Latest news of the domain name industry

Recent Posts

Xbox security chief gets domain hijacked

The head of Xbox Live policy and enforcement at Microsoft has had his domain name compromised by a disgruntled gamer using a social engineering attack on Network Solutions

Stephen Toulouse, who goes by the screen name “Stepto” and has the domain stepto.com, seems to have also lost his email, hosting and, as a result, his Xbox Live account.

He tweeted earlier today: “Sigh. please be warned. Network solutions has apparently transferred control of Stepto.com to an attacker and will not let me recover it.”

Somebody claiming to be the attacker has uploaded a video to YouTube showing him clicking around Toulouse’s Xbox account, whilst breathlessly describing how he “socialed his hosting company”.

It’s a bit embarrassing for Toulouse. He was head of communications for Microsoft Security Response Center for many years, handling comms during worm outbreaks such as Blaster and Slammer.

Now at Xbox Live, he is, as the attacker put it, “the guy who’s supposed to be keeping us safe”.

But it’s probably going to be much more embarrassing for Network Solutions. When the tech press gets on the story tomorrow, difficult questions about NSI’s security procedures will no doubt be asked.

Toulouse has already made a few pointed remarks about the company on his Twitter feed today.

Social engineering attacks against domain name registrars exploit human, rather than technological, vulnerabilities, involving calling up tech support and trying to convince them you are your victim.

In this case, hijacking the domain seems to have been a means to control Toulouse’s email account, enabling the attacker to reset his Xbox Live password and take over his “gamer tag”.

The same technique was used to compromise the Chinese portal Baidu.com, that time via Register.com, in late 2009. That resulted in a lawsuit, now settled.

The attacker, calling himself Predator, was apparently annoyed that Toulouse had “console banned” him 35 times, whatever that means.

He seems to have left a fair bit of evidence in his wake, and he appears to be North American, so I expect he’ll be quite easy to track down.

Predator’s video, which shows the immediate aftermath of the attack, is embedded below. It may not be entirely safe for work, due to some casually racist language.

UPDATE (April 5): The video has been removed due to a “violation of YouTube’s policy on depiction of harmful activities”. I snagged a copy before it went, so if anybody is desperate to see it, let me know.

Network Solutions under attack again

Kevin Murphy, April 18, 2010, Domain Registrars

Network Solutions’ hosting operation is under attack for the second time in a week, and this time it’s definitely not a WordPress problem.

The company has acknowledged that it has “received reports that Network Solutions customers are seeing malicious code added to their websites”, but has not yet released further details.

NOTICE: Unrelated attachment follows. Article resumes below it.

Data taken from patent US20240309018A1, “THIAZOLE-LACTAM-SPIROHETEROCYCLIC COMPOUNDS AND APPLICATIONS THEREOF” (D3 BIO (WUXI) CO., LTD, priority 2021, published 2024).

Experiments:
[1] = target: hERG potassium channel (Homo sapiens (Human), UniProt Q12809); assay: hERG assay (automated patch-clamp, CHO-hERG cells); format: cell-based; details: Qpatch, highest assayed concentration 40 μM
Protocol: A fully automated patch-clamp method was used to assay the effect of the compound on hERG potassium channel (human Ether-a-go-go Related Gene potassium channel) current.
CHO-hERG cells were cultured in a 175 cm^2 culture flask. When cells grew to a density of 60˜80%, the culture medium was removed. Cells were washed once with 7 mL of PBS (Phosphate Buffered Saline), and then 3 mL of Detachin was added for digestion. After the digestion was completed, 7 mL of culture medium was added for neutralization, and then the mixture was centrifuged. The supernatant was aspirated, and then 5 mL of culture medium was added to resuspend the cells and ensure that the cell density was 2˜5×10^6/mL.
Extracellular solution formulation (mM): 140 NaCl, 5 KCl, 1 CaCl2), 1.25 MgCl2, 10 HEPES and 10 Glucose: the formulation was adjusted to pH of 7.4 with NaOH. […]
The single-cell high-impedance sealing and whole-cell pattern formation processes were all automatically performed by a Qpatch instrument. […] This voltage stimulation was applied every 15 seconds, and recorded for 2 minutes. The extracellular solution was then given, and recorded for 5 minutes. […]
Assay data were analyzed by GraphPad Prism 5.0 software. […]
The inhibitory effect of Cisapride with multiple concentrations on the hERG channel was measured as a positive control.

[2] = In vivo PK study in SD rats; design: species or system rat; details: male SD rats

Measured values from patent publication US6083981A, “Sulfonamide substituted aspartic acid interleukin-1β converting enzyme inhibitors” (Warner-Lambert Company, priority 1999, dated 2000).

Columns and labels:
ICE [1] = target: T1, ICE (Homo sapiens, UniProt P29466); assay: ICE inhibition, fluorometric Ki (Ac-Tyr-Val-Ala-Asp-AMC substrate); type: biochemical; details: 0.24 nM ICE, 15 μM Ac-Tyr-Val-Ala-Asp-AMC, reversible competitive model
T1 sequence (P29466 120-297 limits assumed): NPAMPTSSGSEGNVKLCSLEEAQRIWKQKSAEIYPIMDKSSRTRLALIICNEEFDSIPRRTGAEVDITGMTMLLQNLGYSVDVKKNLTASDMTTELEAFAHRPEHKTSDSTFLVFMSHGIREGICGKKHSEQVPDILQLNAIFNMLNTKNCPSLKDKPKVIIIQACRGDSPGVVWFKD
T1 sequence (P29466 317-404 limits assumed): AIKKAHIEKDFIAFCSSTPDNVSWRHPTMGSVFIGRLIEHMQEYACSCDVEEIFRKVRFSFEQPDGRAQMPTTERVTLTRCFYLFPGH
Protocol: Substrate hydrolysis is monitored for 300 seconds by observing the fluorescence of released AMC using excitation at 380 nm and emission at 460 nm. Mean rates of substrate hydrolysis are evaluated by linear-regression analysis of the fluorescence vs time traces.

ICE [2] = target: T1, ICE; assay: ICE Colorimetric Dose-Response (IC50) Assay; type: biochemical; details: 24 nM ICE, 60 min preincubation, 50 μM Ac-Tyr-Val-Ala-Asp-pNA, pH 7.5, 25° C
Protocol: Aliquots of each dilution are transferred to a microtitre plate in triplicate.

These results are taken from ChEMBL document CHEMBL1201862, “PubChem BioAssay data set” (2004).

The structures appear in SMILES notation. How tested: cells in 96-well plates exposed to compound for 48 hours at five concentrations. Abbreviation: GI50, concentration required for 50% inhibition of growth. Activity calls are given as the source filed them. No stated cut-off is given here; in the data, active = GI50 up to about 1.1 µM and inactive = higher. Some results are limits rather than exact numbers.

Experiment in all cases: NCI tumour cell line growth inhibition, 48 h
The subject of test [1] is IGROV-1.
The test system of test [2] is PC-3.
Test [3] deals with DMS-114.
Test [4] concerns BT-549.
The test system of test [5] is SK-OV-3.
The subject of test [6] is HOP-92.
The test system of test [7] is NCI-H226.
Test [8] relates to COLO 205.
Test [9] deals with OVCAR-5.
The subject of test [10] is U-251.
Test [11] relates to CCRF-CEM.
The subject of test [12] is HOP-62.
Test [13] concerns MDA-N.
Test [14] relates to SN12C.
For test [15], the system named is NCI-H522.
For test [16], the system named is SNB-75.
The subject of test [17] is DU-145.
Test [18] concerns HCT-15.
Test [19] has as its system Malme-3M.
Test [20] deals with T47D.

Sucuri.net, which was intimately involved in the news of the hack against NSI’s WordPress installations last week, blogged that this time the attacks appear to have compromised not only WordPress, but also Joomla-based and plain HTML sites.

Last week’s attacks were eventually blamed on insecure file permissions, which enabled shared-server hosting customers to look at each other’s WordPress database passwords.

But today NSI, one of the top-five domain name registrars, said: “It may not be accurate to categorize this as a single issue such as ‘file permissions’.”

Sucuri said that malicious JavaScript is being injected into the sites, creating an IFrame that sends visitors to drive-by download sites.

It’s a developing story, and not all the facts are out yet.

But it’s clear that NSI has a public relations problem on its hands. Some customers are already using Twitter to declare that they will switch hosts as a result.

And if it’s true, as Sucuri reports, that Google is already blocking some of the affected sites, who can blame them?

WordPress founder criticizes NSI’s security

Kevin Murphy, April 13, 2010, Domain Registrars

WordPress founder Matt Mullenweg had a few harsh words for top-five domain registrar Network Solutions today, after a whole bunch of NSI-hosted blogs were hacked over the weekend.

It appears that NSI’s web hosting operation, which includes a one-click WordPress installation service, was failing to adequately secure database passwords on shared servers.

Or, as Mullenweg blogged: “A web host had a crappy server configuration that allowed people on the same box to read each others’ configuration files.”

WordPress, by necessity, stores its database passwords as plaintext in a script called wp-config.php, which is supposed to be readable only by the web server.

If the contents of that file are viewable by others, a malicious user could inject whatever content they like into the database – anything from correcting a typo in a blog post to deleting the entire site.

That appears to be what happened here: for some reason, the config files of WordPress blogs hosted at NSI gave read permissions to unauthorized people.

The cracker(s) who noticed this vulnerability chose to inject an HTML IFrame into the URL field of the WordPress database. This meant visitors to affected blogs were bounced to a malware site.

Mullenweg is evidently pissed that some news reports characterized the incident as a WordPress vulnerability, rather than an NSI vulnerability.

NSI appears to have corrected the problem, resetting its users’ database passwords as a precaution. Anybody making database calls in custom PHP, outside of the wp-config.php file, is going to have to go into their code to update their passwords manually.